Deciphering the role of Polycomb Repressive Complex 1 (PRC1) variants in regulating the acquisition of flowering competence in Arabidopsis.

Pico S, Ortiz-Marchena MI, Merini W, Calonje M

Polycomb Group (PcG) proteins play important roles in regulating developmental phase transitions in plants; however, little is known about the role the PcG machinery in regulating the transition from juvenile to adult phase. Here, we show that Arabidopsis BMI1 (AtBMI1) PRC1 components participate in the repression of miR156. Loss of AtBMI1 function leads to upregulation of pri-MIR156A/C at the time the levels of miR156 should decline, resulting in an extended juvenile phase and delayed flowering. Conversely, the PRC1 component EMBRYONIC FLOWER (EMF1) participates in the regulation of SPL and MIR172 genes. Accordingly, plants impaired in EMF1 function displayed misexpression of these genes early in development, which contributes to a CONSTANS (CO)-independent upregulation of FLOWERING LOCUS T (FT) leading to the earliest flowering phenotype described in Arabidopsis. Our findings show how the different regulatory roles of two functional PRC1 variants coordinate the acquisition of flowering competence and help to reach the threshold of FT necessary to flower. Furthermore, we show how two central regulatory mechanisms, such as PcG and miRNA, assemble to achieve a developmental outcome.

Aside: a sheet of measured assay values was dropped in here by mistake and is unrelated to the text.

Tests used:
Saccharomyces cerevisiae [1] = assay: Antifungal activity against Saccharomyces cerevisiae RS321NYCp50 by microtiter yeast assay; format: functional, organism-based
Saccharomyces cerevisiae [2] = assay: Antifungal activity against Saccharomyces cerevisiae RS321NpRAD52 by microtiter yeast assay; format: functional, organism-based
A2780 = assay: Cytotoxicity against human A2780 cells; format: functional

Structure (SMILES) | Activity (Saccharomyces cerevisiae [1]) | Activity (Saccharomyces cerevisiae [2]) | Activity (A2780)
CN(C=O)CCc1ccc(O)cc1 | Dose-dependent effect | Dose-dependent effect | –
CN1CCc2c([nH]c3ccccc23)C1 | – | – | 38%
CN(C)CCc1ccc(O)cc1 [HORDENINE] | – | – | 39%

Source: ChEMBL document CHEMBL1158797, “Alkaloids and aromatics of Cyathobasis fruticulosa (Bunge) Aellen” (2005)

H3K27me3 (C15410069)

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April, 2015


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